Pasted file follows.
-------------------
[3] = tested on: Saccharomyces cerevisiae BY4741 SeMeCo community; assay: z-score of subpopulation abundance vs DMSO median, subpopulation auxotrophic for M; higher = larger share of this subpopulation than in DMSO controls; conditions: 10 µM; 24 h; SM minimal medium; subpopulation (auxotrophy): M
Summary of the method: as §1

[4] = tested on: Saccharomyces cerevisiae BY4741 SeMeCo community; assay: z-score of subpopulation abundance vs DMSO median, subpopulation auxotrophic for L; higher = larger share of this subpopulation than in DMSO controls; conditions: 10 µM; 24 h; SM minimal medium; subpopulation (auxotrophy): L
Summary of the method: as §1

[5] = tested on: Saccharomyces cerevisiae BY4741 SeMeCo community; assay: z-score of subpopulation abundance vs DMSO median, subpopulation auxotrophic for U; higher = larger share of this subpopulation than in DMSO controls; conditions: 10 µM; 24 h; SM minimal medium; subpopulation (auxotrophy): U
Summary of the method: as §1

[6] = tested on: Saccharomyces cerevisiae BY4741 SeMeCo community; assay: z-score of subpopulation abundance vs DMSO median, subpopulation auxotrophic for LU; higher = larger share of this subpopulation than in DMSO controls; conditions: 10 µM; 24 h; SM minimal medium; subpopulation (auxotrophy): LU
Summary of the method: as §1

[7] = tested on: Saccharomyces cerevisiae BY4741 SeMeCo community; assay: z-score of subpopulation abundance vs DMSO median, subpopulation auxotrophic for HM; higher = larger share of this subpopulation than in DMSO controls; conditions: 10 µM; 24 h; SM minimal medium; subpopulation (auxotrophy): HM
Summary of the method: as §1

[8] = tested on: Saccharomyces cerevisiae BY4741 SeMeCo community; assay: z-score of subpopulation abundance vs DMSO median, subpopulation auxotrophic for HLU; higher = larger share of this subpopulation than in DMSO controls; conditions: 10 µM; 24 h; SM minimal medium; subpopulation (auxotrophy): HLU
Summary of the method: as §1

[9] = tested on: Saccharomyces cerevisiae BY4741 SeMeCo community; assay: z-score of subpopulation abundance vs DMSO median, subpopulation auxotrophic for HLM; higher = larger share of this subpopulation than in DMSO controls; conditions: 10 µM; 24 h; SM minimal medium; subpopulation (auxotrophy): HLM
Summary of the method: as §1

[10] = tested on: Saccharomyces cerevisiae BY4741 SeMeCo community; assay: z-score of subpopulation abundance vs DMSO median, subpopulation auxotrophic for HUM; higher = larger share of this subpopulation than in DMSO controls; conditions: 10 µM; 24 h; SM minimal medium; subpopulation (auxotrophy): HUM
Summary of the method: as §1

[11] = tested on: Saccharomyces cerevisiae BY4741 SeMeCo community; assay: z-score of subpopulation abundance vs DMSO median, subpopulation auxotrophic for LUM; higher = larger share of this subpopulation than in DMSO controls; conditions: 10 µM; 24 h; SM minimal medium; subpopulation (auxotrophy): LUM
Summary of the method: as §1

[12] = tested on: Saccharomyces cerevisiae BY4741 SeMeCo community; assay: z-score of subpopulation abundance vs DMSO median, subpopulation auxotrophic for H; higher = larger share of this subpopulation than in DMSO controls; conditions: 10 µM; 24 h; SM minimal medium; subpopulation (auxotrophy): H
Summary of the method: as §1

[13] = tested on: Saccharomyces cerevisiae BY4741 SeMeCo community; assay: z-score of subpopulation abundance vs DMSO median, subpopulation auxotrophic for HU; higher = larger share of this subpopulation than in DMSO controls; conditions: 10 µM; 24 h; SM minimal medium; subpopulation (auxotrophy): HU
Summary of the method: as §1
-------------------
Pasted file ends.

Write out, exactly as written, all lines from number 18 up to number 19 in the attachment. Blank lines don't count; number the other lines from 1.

Summary of the method: as §1

[12] = tested on: Saccharomyces cerevisiae BY4741 SeMeCo community; assay: z-score of subpopulation abundance vs DMSO median, subpopulation auxotrophic for H; higher = larger share of this subpopulation than in DMSO controls; conditions: 10 µM; 24 h; SM minimal medium; subpopulation (auxotrophy): H